Beyond the Visible: How White Paintings Challenge Our Perception of Art

There are hardly any works of art that are more controversial than completely white paintings. “What does that mean?” or “Surely my child could have done that, too” are familiar comments on such minimalist art.

In traditional painting, white was used predominantly as a primer, for the depiction of light sources or to add highlights on other colors. Occasionally, white was also used as an expression of symbolic meanings, for example in religious representations, where the color was intended to emphasize the holiness or purity of a figure. But also innocence, spirituality, and transcendence are often associated with white. Today, the color also embodies absolute minimalism and the reduction to the essentials.

However, with the emergence of Modernism and Abstract Art in the 20th century, white paintings became an independent form of artistic expression that consciously broke away from the traditional use of this color. It was a time of change and the search for the new. White thus became a meaningful and conscious means of artistic expression. But what motivated artists to limit themselves solely to this color, and what levels open up in their engagement with it?

Kazimir Malevich, Suprematist Composition: White on White, 1918, Image is in Public Domain
Kazimir Malevich, White on White, 1917 – 1918, Image is in Public Domain
Robert Ryman, Untitled, c.1965–66, Dia Art Foundation; Gift of The Greenwich Collection, Limited. © Robert Ryman / ARS, New York and DACS, London, 2023. Photo: Bill Jacobson Studio, New York, courtesy Dia Art Foundation
Robert Ryman, Untitled, c.1965–66, Dia Art Foundation; Gift of The Greenwich Collection, Limited. © Robert Ryman / ARS, New York and DACS, London, 2023. Photo: Bill Jacobson Studio, New York, courtesy Dia Art Foundation

White – presence or absence of color?

In color theory, white plays a special role: it is created by the fusion of all colors of visible light and is thus the sum of these colors. At the same time, white represents the missing of color pigments and is therefore also interpreted as the absence of color.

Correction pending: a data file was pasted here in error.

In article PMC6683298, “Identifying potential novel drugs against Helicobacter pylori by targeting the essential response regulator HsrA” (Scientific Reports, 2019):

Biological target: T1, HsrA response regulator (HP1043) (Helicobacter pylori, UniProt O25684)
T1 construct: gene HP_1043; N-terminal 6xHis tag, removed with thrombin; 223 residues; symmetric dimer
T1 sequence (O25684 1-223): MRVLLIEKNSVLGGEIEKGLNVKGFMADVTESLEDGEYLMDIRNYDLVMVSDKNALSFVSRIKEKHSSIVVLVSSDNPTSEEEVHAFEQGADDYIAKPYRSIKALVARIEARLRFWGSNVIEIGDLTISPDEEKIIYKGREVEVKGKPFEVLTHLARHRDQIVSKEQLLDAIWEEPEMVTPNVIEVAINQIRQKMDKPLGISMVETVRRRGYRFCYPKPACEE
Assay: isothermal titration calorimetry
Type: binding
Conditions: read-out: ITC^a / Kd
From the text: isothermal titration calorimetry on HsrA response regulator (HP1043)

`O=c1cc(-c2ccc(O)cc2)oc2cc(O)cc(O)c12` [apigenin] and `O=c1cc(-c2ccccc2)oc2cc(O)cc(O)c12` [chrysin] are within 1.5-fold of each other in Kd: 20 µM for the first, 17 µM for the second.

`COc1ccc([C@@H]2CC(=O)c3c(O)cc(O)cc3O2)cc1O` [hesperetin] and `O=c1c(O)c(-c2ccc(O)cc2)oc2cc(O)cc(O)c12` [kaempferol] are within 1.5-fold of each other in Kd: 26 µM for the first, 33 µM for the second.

For the Russian avant-garde artist Kazimir Malevich, this absence of color embodied absolute non-objectivity and thus the highest level of abstraction, spirituality, and eternity. With his “White Square on a White Ground” (1917-1918), he left his mark on the Abstract Art scene: a white square tilted slightly at an angle to the right edge of the picture, floats seemingly weightlessly above a white background. Only the subtle differences in the shades of white distinguish the two surfaces from one another. The work is only one of a series of “white on white” works that Malevich created.1

White as an embodiment of silence and spirituality

Beyond the purely visual impact, many 20th-century artists also explored the metaphorical and philosophical connotations of white. A central theme here was the spiritual level reflected in the apparent “stillness” and “purity” of the color.

The best-known representative among these artists was probably the American painter Robert Ryman. He devoted almost his entire artistic output to the study of white. In his monochrome paintings, Ryman used a wide variety of shades of white, thereby exploring their effect on the viewer as well as the subtle differences in texture, materiality, and luminosity. In an interview with Art21, Ryman once emphasized the importance of the color to him, “White has a tendency to make things visible. With white, you can see more nuance; you can see more…” 2

Robert Ryman, Winsor 34, 1966, Winsor White oil on stretched sized linen canvas, 160 × 160 cm
Robert Ryman, Winsor 34, 1966, Winsor White oil on stretched-sized linen canvas, 160 × 160 cm © David Zwirner 
Robert Rauschenberg, White Painting [two panel], 1951, House paint on canvas, 183.3 x 244.3 cm © Robert Rauschenberg Foundation
Robert Rauschenberg, White Painting [two panel], 1951, House paint on canvas, 183.3 x 244.3 cm © Robert Rauschenberg Foundation

And yes – one of the most fascinating details of looking at white paintings is the fact that they are never really pure white. Depending on the light, texture, environment, and background, the white always reflects and shimmers in different nuances.

The artist Robert Rauschenberg dealt intensively with this subtle variability of color: He created a series of modular canvases that are entirely white, thus capturing the changes in light as well as the random shadow effects of the surrounding space. In doing so, he addresses both the motif of “stillness” and the active inclusion of diurnal light conditions and the viewer’s shadows in his artwork.3